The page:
Machine Learning (ML) and Artificial Intelligence (AI) are, without a doubt, making us far more efficient, wouldn’t you agree?
Let’s take the analogy of Horsepower. From the time when James Watt (also called the father of the industrial revolution) figured a mathematical way to equate one Horsepower into an engine power in the 18th century to when engineering advances got us to building cars with up to 5000-HP capable of reaching speeds of over 300 mph (482 km/h).
Similarly, subsequent information revolutions got us to the current stage where I and ML take just one brain against thousands of brains working simultaneously to solve complex problems. As they say, new-age self-driving cars do not run-on gas but on data!
Though there are numerous use cases of AI and ML in almost every walk of life, this article explores the ways of applying AI and ML in the HR-TechStack. Specifically, ones that can work wonders for Employer Branding (as AI/ML already has in the fields of sales and Marketing).
We understand and agree with the top Global HR folks that mid-large firms are still scraping the surface when it comes to Employer Branding, but no one can dispute its importance in the context of the talent war businesses are battling through for growth. Indeed, no CEO, CIO, CXO, or Delivery Head has any doubts about why employer branding is so imperative now, especially in light of the Great Resignation, Great Reshuffle, Quiet Quitting, and the likes trending across workplaces. Though some fundamental marketing concepts are yet to be embraced, in this article, we are taking it to the next level to see if the #TalentIntelligence advocates would agree.
From the marketing perspective, the first step to integrating AI/ML into any business context is to answer questions related to the target audience. In the context of Employer Branding, and subsequently, to Resource Planning and Talent Acquisition, the audience would be the candidates (or prospective employees), and the questions for which we need answers could be bucketed as:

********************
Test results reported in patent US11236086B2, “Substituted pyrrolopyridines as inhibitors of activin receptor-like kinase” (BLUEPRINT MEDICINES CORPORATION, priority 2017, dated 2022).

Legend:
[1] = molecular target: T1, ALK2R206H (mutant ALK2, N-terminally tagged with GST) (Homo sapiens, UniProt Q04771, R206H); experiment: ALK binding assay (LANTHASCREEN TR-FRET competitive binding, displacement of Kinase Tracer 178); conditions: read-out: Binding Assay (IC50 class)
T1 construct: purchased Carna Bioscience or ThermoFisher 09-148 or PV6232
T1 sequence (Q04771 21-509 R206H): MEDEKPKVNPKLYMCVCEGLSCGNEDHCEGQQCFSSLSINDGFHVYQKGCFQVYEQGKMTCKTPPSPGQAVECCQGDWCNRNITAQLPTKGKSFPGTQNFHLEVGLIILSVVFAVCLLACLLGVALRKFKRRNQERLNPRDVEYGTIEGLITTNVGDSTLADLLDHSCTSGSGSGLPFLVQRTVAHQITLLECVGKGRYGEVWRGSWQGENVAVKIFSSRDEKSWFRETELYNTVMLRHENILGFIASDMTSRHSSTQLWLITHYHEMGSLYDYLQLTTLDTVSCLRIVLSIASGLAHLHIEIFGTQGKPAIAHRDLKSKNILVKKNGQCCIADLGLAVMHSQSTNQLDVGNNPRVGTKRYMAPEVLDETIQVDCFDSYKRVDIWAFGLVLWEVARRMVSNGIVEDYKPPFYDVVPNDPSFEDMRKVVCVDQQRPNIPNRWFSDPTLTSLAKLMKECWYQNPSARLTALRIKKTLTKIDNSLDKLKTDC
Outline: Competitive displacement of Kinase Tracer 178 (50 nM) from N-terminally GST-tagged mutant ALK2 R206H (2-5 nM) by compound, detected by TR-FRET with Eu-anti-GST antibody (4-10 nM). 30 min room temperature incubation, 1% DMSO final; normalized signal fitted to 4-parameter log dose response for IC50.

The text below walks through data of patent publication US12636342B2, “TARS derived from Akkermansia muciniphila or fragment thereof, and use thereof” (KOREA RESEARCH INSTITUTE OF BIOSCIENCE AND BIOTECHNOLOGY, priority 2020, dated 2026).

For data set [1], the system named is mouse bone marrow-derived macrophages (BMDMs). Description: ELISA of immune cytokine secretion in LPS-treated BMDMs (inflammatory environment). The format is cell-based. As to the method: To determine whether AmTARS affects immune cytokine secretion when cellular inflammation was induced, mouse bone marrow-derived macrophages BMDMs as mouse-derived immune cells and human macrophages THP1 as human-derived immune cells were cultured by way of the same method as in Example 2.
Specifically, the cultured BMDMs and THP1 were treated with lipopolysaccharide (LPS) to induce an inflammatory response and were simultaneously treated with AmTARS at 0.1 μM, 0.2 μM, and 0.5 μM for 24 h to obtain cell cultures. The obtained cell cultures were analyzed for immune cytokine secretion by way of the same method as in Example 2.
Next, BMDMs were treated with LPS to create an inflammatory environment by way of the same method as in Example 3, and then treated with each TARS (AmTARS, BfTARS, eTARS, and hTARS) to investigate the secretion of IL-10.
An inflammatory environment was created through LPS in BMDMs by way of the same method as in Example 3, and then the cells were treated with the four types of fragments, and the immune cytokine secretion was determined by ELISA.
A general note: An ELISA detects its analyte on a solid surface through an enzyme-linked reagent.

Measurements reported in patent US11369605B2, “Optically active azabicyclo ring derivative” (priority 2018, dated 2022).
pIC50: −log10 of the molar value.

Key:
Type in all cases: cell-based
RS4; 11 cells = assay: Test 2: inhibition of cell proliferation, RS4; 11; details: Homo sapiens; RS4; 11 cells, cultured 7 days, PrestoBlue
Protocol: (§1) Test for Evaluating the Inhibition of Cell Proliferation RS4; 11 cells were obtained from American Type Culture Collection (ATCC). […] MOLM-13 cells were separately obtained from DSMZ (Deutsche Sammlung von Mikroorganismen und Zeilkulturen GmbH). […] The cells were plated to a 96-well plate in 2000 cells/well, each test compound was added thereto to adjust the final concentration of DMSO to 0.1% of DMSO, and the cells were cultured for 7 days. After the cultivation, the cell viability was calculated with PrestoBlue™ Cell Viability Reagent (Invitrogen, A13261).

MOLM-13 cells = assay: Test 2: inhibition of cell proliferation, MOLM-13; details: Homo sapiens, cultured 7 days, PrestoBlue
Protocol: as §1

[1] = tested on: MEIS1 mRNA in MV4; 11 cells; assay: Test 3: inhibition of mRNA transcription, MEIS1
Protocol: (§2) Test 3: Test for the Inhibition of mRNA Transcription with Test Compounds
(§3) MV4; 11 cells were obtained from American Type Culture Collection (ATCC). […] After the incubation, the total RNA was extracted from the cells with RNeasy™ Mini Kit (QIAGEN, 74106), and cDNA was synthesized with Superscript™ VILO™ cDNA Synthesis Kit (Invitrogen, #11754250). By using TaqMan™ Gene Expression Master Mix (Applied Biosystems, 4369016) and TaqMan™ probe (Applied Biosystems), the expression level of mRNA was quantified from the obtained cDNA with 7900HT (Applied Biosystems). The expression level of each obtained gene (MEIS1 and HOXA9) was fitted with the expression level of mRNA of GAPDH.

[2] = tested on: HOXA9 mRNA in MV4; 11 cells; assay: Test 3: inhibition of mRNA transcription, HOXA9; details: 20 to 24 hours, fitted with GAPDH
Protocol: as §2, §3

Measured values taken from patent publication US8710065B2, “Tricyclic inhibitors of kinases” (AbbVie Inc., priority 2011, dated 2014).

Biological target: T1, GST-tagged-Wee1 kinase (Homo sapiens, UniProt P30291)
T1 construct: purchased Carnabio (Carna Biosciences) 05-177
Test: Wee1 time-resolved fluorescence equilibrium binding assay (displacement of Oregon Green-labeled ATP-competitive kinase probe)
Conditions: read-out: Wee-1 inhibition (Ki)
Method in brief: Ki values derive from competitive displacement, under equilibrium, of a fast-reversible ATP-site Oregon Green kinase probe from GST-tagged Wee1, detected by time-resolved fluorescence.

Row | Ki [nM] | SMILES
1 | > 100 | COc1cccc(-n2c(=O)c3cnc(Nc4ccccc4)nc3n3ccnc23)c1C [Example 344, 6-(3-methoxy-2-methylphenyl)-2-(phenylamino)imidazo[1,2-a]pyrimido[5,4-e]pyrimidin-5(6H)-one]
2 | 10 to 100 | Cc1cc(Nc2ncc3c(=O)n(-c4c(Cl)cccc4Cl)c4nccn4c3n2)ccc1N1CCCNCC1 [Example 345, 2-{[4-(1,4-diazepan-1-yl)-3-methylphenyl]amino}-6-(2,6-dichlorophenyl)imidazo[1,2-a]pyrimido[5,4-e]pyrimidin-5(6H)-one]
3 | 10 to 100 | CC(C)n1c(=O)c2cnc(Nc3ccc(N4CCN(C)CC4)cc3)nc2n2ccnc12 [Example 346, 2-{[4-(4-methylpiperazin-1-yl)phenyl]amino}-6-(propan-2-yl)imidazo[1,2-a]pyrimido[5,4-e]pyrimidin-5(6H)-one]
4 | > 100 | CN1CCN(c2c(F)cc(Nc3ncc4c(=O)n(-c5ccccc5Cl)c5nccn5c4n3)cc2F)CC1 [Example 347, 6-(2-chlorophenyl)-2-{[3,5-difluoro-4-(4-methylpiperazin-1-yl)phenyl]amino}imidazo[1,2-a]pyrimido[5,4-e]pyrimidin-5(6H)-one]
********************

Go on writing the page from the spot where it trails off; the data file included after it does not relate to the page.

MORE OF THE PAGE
- What characteristics or personality traits should one segment the candidates by so they would be the best fit for the organisation’s culture and business goals, in that order? (Because your organisation’s culture is the unique recipe to deliver the service or solution in the niche you’re operating in?)
- How likely are the candidates to apply for a career opportunity listed on the organisation’s career site?
- How long would an employee be likely to stick with the organisation (Employee/Candidate Lifecycle Value)?
- Which one of the current employees is going to part ways soon?
Although AI and ML are like thousands of brains working together to find answers to these questions in real-time, some of these questions are less mature than others in ever-evolving business scenarios. Several live use cases have already addressed some of these questions, unlike those upcoming scenarios that don’t yet have significant use cases. This article addresses these cumulatively with one goal, i.e., taking your brand out to (most) desired candidates and achieving long-term business growth.
- Predictive Analytics
Essentially, it means predicting future outcomes based on current and historical data. This stream of data analytics can enable employer branding teams to predict the following:
- A prospective candidate or group of candidates (target segment) would be valuable through their lifecycle.
- A prospective candidate or group of candidates more likely to be loyal
- Whether a job application/lead is of high quality to be put into the interview process
- The resources and time the employer branding team should spend on each specific source and type of leads coming through it.
Predictive analytics is more supervised learning, with a knowledge of what one is seeking. The technique has been widely deployed in numerous business cases across industries and has provided eye-opening inferences enabling more intelligent, better, and more informed business decisions. It is also easy to implement, as it doesn’t need much data. 700-1000 records (or less) of your A-Team’s (employees) historical data are enough to yield great results.
- Clustering and Customisation
Clustering and Customization are more of unsupervised learning from the larger volumes of granular data collected from multiple sources. It throws plenty of data at the problem and asks a machine-learning algorithm to find the pattern. Why is this so crucial? Employer branding uses it to identify the main characteristics that differentiate/segment the candidate base, so they match